Hasan apparently didn’t have a lot of friends and also doesn’t seem to have had much contact with his family. Social support — so important in keeping us connected with society and those around us — seemed to be seriously lacking in this man’s life. He sought others’ counsel and friendship, but apparently did little with the advice he was given and had only a few acquaintances.
Others have suggested motives and behaviors of Hasan that they could not have any direct knowledge of (for instance, how he worked with his patients he saw as a psychiatrist). I’ll leave such speculation where it belongs. Dr. Peter Breggin makes the ridiculous assertion that psychotherapists don’t get burned out, so one of the reasons that led to Hasan’s irrational actions was the fact that he was just another pill-prescribing, uncaring psychiatrist:
The psychiatrists [at Walter Reed] had no interest in anything except medicating their patients.
Modern psychiatry is not about counseling and empowering people. It’s about controlling and suppressing them, and that’s a dismal affair for patients and doctors alike. The armed forces have been taken in by the false claims of modern psychiatry.
By contrast, it’s not depressing to do psychotherapy or counseling. As therapists, it’s inspiring when people entrust their feelings and their life stories to us. There is no burn out when therapists feel concern and empathy for their patients and help them to find the strength and direction to reclaim their lives.
I’m not sure where Dr. Breggin is getting his information, but The New York Times noted that Hasan’s primary duty at Ft. Hood was the assessment of soldiers before deployment. In other words, Hasan wasn’t prescribing many medications. He was trying to determine the psychological fitness of soldiers before they left for combat duty. I find it a little unseemly to use a tragedy such as this to push one’s anti-psychiatry agenda (no matter how well-intended).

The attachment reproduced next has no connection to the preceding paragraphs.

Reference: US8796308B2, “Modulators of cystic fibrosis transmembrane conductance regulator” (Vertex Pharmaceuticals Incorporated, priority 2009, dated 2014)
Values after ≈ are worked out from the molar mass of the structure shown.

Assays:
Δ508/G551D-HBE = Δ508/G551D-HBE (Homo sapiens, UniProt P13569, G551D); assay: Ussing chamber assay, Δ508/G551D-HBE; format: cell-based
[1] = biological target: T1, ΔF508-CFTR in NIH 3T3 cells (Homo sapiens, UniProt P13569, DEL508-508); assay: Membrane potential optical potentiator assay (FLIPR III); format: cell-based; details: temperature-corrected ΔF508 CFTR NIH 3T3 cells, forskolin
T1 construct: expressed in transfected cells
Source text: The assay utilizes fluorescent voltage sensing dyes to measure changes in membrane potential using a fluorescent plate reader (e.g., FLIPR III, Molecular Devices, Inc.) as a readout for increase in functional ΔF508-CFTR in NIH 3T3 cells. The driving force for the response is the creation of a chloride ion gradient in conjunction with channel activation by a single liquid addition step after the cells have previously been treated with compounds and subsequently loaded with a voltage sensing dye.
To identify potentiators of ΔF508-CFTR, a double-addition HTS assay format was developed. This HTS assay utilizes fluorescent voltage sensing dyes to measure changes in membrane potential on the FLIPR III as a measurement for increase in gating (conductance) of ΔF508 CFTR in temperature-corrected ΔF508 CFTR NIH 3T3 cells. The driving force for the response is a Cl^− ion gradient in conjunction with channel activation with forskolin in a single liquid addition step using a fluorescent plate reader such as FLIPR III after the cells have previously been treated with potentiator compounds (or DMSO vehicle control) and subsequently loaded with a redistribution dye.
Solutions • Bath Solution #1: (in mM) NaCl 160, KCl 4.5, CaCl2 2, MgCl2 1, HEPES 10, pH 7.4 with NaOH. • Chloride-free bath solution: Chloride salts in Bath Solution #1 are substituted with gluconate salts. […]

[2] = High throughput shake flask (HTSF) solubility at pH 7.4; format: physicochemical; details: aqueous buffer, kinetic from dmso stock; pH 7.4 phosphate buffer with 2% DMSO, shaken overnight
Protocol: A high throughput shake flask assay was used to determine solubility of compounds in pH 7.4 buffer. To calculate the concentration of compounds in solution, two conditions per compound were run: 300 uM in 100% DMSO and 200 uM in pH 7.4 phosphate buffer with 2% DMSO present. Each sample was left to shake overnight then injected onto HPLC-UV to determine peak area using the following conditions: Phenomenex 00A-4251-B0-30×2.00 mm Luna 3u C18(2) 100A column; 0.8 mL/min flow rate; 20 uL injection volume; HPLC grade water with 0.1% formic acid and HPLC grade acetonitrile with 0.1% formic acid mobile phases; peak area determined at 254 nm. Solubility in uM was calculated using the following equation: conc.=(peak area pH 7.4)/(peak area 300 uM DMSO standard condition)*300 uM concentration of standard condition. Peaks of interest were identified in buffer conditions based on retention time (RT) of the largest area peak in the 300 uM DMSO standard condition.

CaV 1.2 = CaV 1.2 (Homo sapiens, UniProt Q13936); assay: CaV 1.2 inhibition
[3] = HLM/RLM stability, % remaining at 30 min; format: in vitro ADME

Hasan’s Steady Escalation Toward Action
In hindsight, the progression seems to make sense as he appeared to step up his religious observation and public objections to the war. One might say that the Internet postings attributed to him, if authenticated, were really cries for help and to be heard — “Look at me, I hate your war and am a loaded pistol just waiting to go off. Let me out of the service.” But investigators hadn’t progressed very far in examining whether to take the postings seriously and if they were even made by Major Hasan.
Between the on-base harassment for his religion, his denial of a request to be released from military service early (although it’s unclear he ever actually formally tried to do this), and his upcoming deployment to the theater of operations in the Middle East, combined with his own anti-war views and unapologetic religious beliefs all seemed to have led to this man committing the most tragic and irrational act imaginable.
As I’ve argued previously, such acts can never be fully understood or explained because at the core of it, they are irrational acts. Many people object to the war, but virtually none of us kill others to make that point. Many people, when they feel like they have no way out of their life and have lost all hope, turn to suicide. But for some reason, a very tiny percentage of people take that inward anger (depression) and turn it outward, against others, in an act like this one.
This isn’t to apologize for Major Hasan’s actions or try to minimize their impact. Indeed, what Hasan has done is to likely change the very way the military looks at its own base security and how it handles soldiers internally who seem to have significant issues that are not being successfully resolved. And perhaps — just maybe — it will again reinforce to the heads of our armed services, the vital impact mental health plays in soldiers’ lives. While it’s possible nothing could have changed the outcome of this particular tragedy, perhaps there are things we can learn to help prevent future such tragedies occurring.
Read more at: Fort Hood Gunman Gave Signals Before His Rampage